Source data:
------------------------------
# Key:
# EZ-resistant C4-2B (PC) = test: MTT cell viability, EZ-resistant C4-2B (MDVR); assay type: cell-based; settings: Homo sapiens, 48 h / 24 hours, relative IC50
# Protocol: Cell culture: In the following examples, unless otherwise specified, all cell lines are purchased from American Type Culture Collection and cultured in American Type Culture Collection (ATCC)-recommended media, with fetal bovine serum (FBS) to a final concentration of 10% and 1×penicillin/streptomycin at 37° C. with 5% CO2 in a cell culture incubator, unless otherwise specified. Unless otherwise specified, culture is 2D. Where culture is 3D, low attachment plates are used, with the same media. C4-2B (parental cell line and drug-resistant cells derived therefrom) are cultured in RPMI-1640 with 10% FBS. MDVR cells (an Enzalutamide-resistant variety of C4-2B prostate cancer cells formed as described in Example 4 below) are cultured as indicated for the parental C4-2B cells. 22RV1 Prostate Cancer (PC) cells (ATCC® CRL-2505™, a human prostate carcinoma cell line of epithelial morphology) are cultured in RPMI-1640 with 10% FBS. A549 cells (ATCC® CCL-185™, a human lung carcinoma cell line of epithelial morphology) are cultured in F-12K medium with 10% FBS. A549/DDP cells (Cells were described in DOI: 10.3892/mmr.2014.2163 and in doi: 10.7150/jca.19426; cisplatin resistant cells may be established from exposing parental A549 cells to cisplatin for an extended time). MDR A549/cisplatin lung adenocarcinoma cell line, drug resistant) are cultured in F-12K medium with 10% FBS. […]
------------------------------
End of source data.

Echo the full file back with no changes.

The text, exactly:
# Key:
# EZ-resistant C4-2B (PC) = test: MTT cell viability, EZ-resistant C4-2B (MDVR); assay type: cell-based; settings: Homo sapiens, 48 h / 24 hours, relative IC50
# Protocol: Cell culture: In the following examples, unless otherwise specified, all cell lines are purchased from American Type Culture Collection and cultured in American Type Culture Collection (ATCC)-recommended media, with fetal bovine serum (FBS) to a final concentration of 10% and 1×penicillin/streptomycin at 37° C. with 5% CO2 in a cell culture incubator, unless otherwise specified. Unless otherwise specified, culture is 2D. Where culture is 3D, low attachment plates are used, with the same media. C4-2B (parental cell line and drug-resistant cells derived therefrom) are cultured in RPMI-1640 with 10% FBS. MDVR cells (an Enzalutamide-resistant variety of C4-2B prostate cancer cells formed as described in Example 4 below) are cultured as indicated for the parental C4-2B cells. 22RV1 Prostate Cancer (PC) cells (ATCC® CRL-2505™, a human prostate carcinoma cell line of epithelial morphology) are cultured in RPMI-1640 with 10% FBS. A549 cells (ATCC® CCL-185™, a human lung carcinoma cell line of epithelial morphology) are cultured in F-12K medium with 10% FBS. A549/DDP cells (Cells were described in DOI: 10.3892/mmr.2014.2163 and in doi: 10.7150/jca.19426; cisplatin resistant cells may be established from exposing parental A549 cells to cisplatin for an extended time). MDR A549/cisplatin lung adenocarcinoma cell line, drug resistant) are cultured in F-12K medium with 10% FBS. […]